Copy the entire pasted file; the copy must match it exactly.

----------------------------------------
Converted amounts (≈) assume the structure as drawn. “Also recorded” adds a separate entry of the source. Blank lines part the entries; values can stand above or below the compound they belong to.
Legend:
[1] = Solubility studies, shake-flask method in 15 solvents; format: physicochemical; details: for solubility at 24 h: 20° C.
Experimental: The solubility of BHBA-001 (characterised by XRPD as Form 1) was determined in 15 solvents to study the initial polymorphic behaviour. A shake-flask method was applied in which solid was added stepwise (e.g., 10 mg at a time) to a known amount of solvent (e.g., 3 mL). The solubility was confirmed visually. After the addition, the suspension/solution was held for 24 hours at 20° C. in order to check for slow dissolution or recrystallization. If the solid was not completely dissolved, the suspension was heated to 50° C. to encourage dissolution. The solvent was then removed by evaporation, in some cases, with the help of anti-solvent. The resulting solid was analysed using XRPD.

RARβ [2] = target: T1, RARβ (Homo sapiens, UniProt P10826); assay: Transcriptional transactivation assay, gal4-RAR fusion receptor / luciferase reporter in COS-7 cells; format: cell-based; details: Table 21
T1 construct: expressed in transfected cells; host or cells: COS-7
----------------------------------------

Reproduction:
Converted amounts (≈) assume the structure as drawn. “Also recorded” adds a separate entry of the source. Blank lines part the entries; values can stand above or below the compound they belong to.
Legend:
[1] = Solubility studies, shake-flask method in 15 solvents; format: physicochemical; details: for solubility at 24 h: 20° C.
Experimental: The solubility of BHBA-001 (characterised by XRPD as Form 1) was determined in 15 solvents to study the initial polymorphic behaviour. A shake-flask method was applied in which solid was added stepwise (e.g., 10 mg at a time) to a known amount of solvent (e.g., 3 mL). The solubility was confirmed visually. After the addition, the suspension/solution was held for 24 hours at 20° C. in order to check for slow dissolution or recrystallization. If the solid was not completely dissolved, the suspension was heated to 50° C. to encourage dissolution. The solvent was then removed by evaporation, in some cases, with the help of anti-solvent. The resulting solid was analysed using XRPD.

RARβ [2] = target: T1, RARβ (Homo sapiens, UniProt P10826); assay: Transcriptional transactivation assay, gal4-RAR fusion receptor / luciferase reporter in COS-7 cells; format: cell-based; details: Table 21
T1 construct: expressed in transfected cells; host or cells: COS-7